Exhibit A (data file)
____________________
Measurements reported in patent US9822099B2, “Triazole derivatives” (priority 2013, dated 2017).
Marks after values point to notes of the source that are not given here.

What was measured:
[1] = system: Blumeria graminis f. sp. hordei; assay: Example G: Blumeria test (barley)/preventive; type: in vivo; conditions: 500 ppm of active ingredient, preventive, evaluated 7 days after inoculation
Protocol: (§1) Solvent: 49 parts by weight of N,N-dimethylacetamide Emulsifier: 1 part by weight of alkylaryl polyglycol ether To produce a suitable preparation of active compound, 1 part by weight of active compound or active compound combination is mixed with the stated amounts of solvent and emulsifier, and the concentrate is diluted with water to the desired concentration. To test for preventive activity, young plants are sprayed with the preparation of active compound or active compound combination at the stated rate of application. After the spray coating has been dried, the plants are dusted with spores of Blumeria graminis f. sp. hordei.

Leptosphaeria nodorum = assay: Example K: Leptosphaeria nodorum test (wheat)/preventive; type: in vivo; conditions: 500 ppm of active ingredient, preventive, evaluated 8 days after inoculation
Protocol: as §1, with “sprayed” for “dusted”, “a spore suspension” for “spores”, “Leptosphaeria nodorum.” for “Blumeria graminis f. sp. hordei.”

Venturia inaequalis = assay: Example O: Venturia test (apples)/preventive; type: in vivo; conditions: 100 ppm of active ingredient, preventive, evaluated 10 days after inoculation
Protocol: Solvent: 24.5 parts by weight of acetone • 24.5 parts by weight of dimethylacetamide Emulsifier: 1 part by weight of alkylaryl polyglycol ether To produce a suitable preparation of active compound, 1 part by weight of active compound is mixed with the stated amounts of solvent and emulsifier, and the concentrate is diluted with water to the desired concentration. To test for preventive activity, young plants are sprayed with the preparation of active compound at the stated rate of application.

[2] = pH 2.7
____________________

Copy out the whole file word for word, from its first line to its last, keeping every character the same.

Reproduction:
Measurements reported in patent US9822099B2, “Triazole derivatives” (priority 2013, dated 2017).
Marks after values point to notes of the source that are not given here.

What was measured:
[1] = system: Blumeria graminis f. sp. hordei; assay: Example G: Blumeria test (barley)/preventive; type: in vivo; conditions: 500 ppm of active ingredient, preventive, evaluated 7 days after inoculation
Protocol: (§1) Solvent: 49 parts by weight of N,N-dimethylacetamide Emulsifier: 1 part by weight of alkylaryl polyglycol ether To produce a suitable preparation of active compound, 1 part by weight of active compound or active compound combination is mixed with the stated amounts of solvent and emulsifier, and the concentrate is diluted with water to the desired concentration. To test for preventive activity, young plants are sprayed with the preparation of active compound or active compound combination at the stated rate of application. After the spray coating has been dried, the plants are dusted with spores of Blumeria graminis f. sp. hordei.

Leptosphaeria nodorum = assay: Example K: Leptosphaeria nodorum test (wheat)/preventive; type: in vivo; conditions: 500 ppm of active ingredient, preventive, evaluated 8 days after inoculation
Protocol: as §1, with “sprayed” for “dusted”, “a spore suspension” for “spores”, “Leptosphaeria nodorum.” for “Blumeria graminis f. sp. hordei.”

Venturia inaequalis = assay: Example O: Venturia test (apples)/preventive; type: in vivo; conditions: 100 ppm of active ingredient, preventive, evaluated 10 days after inoculation
Protocol: Solvent: 24.5 parts by weight of acetone • 24.5 parts by weight of dimethylacetamide Emulsifier: 1 part by weight of alkylaryl polyglycol ether To produce a suitable preparation of active compound, 1 part by weight of active compound is mixed with the stated amounts of solvent and emulsifier, and the concentrate is diluted with water to the desired concentration. To test for preventive activity, young plants are sprayed with the preparation of active compound at the stated rate of application.

[2] = pH 2.7